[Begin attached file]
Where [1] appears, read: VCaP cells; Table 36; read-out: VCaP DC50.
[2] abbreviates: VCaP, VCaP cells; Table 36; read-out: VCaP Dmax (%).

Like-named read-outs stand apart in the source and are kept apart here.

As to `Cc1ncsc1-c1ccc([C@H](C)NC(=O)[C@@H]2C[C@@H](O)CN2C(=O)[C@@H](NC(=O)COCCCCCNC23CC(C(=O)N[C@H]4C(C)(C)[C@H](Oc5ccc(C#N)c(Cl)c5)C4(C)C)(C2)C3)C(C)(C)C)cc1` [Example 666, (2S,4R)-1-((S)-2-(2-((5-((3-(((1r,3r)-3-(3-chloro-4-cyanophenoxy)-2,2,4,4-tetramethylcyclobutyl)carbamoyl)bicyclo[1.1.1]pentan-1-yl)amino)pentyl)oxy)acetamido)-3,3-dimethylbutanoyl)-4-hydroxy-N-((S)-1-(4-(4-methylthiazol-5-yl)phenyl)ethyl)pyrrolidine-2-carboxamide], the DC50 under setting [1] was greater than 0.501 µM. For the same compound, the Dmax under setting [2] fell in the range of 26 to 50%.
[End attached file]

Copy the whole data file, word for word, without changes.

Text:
Where [1] appears, read: VCaP cells; Table 36; read-out: VCaP DC50.
[2] abbreviates: VCaP, VCaP cells; Table 36; read-out: VCaP Dmax (%).

Like-named read-outs stand apart in the source and are kept apart here.

As to `Cc1ncsc1-c1ccc([C@H](C)NC(=O)[C@@H]2C[C@@H](O)CN2C(=O)[C@@H](NC(=O)COCCCCCNC23CC(C(=O)N[C@H]4C(C)(C)[C@H](Oc5ccc(C#N)c(Cl)c5)C4(C)C)(C2)C3)C(C)(C)C)cc1` [Example 666, (2S,4R)-1-((S)-2-(2-((5-((3-(((1r,3r)-3-(3-chloro-4-cyanophenoxy)-2,2,4,4-tetramethylcyclobutyl)carbamoyl)bicyclo[1.1.1]pentan-1-yl)amino)pentyl)oxy)acetamido)-3,3-dimethylbutanoyl)-4-hydroxy-N-((S)-1-(4-(4-methylthiazol-5-yl)phenyl)ethyl)pyrrolidine-2-carboxamide], the DC50 under setting [1] was greater than 0.501 µM. For the same compound, the Dmax under setting [2] fell in the range of 26 to 50%.